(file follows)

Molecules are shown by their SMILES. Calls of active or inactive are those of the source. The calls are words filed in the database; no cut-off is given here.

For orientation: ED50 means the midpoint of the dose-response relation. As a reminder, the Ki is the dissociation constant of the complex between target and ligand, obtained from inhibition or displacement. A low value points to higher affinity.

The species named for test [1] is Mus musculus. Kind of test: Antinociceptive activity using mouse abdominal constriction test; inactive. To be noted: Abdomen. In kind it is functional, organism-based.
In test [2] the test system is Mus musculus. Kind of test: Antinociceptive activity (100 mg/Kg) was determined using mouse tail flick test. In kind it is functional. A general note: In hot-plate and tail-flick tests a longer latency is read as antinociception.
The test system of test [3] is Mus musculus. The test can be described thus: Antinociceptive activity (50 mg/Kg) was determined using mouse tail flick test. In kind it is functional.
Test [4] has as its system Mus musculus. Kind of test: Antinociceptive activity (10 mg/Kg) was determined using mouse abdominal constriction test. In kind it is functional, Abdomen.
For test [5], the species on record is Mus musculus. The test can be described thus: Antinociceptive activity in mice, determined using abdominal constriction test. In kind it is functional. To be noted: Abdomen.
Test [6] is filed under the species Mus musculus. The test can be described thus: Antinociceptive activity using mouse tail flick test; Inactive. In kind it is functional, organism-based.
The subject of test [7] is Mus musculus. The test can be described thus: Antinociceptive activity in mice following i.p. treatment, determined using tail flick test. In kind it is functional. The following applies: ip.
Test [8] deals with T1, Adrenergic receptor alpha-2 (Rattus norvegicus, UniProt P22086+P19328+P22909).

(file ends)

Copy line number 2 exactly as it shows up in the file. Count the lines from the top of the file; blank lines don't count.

For orientation: ED50 means the midpoint of the dose-response relation. As a reminder, the Ki is the dissociation constant of the complex between target and ligand, obtained from inhibition or displacement. A low value points to higher affinity.